Major cities across Britain are becoming home to "hipster hotspots'' - pushing up house prices strongly in places such as Bristol, Manchester and Edinburgh as well as in London - research has found.
One Third Of Children In Parts Of Scotland Living In Poverty, Report Reveals
More than one in three children in some parts of Scotland are growing up in poverty, according to a new map detailing the problem.
The figures reveal poverty affects young people in every part of Scotland, with 34.1% impacted in Glasgow - which has the highest levels of child poverty.
This compares to other council areas such as Shetland where one in 10 children are affected.
The report, from the End Child Poverty coalition, shows more than 3.5 million children are living in poverty across the UK, with 220,000 of them in Scotland.
Figures are broken down by local authority, parliamentary constituency and ward, and campaigners say they show a huge variation across the country.
Supporters of the End Child Poverty campaign in Scotland, which includes the Child Poverty Action Group, Barnardo's Scotland, One Parent Families Scotland, Children 1st and the Poverty Alliance, have called for urgent action to be taken at UK, Scottish and local government level.
The coalition wants Chancellor Philip Hammond to use the upcoming Autumn Statement to end the freeze on child benefits and reverse cuts being introduced to in-work benefits.
John Dickie, director of the Child Poverty Action Group in Scotland, said: ''There's no doubt that many of the key drivers of child poverty are UK-wide and if the new Prime Minister is serious about supporting families then decisive action must be taken to end the freeze on children's benefits and reverse sharp cuts to in-work support under Universal Credit.
''But this new map also makes it clear that child poverty plays out in different ways at local level.''
Campaigners are calling on Holyrood and local government to ensure a proposed Child Poverty (Scotland) Bill addresses poverty at local level. They believe it should explicitly set out and support the role of local government in tackling the issue.
Martin Crewe, director of Barnardo's Scotland, said: ''The latest map of child poverty across Scotland reflects the experience of our services working with families on low income day in, day out.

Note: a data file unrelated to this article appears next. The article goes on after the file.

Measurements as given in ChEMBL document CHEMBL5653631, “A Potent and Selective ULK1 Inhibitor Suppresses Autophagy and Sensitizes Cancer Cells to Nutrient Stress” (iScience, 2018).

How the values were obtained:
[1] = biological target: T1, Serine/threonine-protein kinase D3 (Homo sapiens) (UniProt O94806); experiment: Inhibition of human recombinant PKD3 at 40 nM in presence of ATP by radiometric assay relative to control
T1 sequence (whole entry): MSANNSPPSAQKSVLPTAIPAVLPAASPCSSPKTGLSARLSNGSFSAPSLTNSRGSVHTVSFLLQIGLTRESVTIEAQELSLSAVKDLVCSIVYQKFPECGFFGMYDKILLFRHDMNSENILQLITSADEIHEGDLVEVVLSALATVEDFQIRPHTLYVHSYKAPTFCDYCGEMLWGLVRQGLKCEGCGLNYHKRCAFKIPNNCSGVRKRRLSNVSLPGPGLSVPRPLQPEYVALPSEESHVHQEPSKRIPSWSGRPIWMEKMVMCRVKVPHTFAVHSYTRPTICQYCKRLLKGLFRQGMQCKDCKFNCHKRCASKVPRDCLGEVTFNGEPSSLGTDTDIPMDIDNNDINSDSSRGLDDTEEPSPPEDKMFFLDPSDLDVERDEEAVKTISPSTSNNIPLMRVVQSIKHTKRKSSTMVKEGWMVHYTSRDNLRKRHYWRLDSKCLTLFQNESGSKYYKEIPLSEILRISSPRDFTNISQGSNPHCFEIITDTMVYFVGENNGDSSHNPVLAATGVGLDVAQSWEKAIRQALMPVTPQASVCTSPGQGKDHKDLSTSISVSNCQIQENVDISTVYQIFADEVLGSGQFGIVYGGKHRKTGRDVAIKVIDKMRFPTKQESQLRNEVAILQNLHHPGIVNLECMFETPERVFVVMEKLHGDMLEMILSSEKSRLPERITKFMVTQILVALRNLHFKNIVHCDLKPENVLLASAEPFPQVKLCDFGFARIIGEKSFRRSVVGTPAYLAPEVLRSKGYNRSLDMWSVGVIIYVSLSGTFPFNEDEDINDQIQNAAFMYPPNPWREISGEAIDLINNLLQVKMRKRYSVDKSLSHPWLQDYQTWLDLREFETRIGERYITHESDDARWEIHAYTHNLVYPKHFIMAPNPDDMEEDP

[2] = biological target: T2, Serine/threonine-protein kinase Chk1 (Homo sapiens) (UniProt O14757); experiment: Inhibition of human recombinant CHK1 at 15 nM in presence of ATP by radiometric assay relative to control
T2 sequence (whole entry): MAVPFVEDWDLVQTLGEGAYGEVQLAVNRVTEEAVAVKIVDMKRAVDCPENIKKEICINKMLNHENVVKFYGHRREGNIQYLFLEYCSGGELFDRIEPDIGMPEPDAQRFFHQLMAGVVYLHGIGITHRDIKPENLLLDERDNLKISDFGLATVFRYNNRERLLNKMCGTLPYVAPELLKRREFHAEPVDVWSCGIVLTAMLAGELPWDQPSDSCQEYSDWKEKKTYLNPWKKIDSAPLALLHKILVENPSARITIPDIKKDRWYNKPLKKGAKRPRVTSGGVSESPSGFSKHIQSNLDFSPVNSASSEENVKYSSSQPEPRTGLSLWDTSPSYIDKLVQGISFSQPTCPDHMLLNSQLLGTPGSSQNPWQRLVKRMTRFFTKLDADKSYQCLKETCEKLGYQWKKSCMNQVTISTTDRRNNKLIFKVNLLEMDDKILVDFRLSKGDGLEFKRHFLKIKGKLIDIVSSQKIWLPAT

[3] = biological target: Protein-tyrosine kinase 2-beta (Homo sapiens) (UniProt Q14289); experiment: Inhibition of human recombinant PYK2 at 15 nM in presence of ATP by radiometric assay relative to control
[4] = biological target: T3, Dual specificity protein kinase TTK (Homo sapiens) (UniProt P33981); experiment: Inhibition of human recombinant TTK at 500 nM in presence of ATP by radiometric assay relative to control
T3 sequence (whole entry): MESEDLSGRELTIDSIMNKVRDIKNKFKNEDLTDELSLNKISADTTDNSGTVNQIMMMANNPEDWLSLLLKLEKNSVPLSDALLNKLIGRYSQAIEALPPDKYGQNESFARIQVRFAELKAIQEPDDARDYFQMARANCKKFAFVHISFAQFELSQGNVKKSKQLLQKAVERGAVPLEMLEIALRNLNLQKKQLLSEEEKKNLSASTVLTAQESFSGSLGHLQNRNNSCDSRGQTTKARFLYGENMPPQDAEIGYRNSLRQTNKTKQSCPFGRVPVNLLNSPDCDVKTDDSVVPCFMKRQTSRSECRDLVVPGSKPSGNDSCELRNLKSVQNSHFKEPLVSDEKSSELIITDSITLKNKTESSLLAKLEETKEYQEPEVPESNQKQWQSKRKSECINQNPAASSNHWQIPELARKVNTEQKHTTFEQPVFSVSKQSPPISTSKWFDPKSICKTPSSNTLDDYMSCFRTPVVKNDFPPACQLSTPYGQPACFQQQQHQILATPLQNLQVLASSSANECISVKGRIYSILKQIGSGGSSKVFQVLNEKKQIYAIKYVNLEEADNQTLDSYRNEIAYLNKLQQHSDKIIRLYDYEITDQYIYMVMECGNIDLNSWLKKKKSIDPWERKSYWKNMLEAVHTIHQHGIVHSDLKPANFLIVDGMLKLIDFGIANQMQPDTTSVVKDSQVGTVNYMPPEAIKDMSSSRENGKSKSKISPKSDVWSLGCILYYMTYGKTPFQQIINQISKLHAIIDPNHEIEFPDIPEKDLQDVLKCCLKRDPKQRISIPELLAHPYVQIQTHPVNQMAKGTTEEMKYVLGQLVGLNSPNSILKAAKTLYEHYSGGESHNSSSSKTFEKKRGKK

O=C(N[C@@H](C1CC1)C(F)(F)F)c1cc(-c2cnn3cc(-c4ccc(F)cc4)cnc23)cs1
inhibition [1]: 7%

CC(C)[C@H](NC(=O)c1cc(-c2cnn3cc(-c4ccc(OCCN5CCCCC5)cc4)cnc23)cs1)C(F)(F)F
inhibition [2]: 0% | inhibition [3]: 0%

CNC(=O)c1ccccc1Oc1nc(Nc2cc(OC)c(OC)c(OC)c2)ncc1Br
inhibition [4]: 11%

''There is much good work taking place to support these children and families but given their financial situation, changes in benefits that reduce income have a damaging effect on parents and children.''
After Glasgow, the areas with the highest percentage of children in poverty in Scotland, after housing costs are removed, are North Ayrshire (30.4%), East Ayrshire (28%), Inverclyde (27.9%), Dundee (27.7%) and Clackmannanshire (27.3%).
In contrast, 10.6% of children in Shetland live in poverty, 13.1% in Aberdeenshire, and 14.1% in the Orkney islands.
Scottish Labour's deputy leader Alex Rowley said: "This research shows that one in three children in Scotland grow up in poverty in some parts of Scotland. It is clear that the Tory reforms to welfare are not working and are directly leading to more children in Scotland being in poverty.
"I am calling on Ruth Davidson and her Scottish Tory Party to do the right thing and support the calls by most of civic Scotland to bring to an end to these unfair, unjust and unworkable reforms of welfare and instead invest in Scotland's greatest asset, our people.
"But it is also time for the SNP Government in Edinburgh to drop the excuses and use the powers of the Scottish Parliament to help tackle child poverty head on.''
The Convention of Scottish Local Authorities (Cosla) has said that any more cuts to local government funding will result in "severe consequences'' for jobs across the country.
Almost 65,000 Scots aged 60 and over feel lonelier during the festive period, according to figures from Age Scotland.
The Government goes to the Supreme Court today in the latest stage of the legal battle over Brexit.
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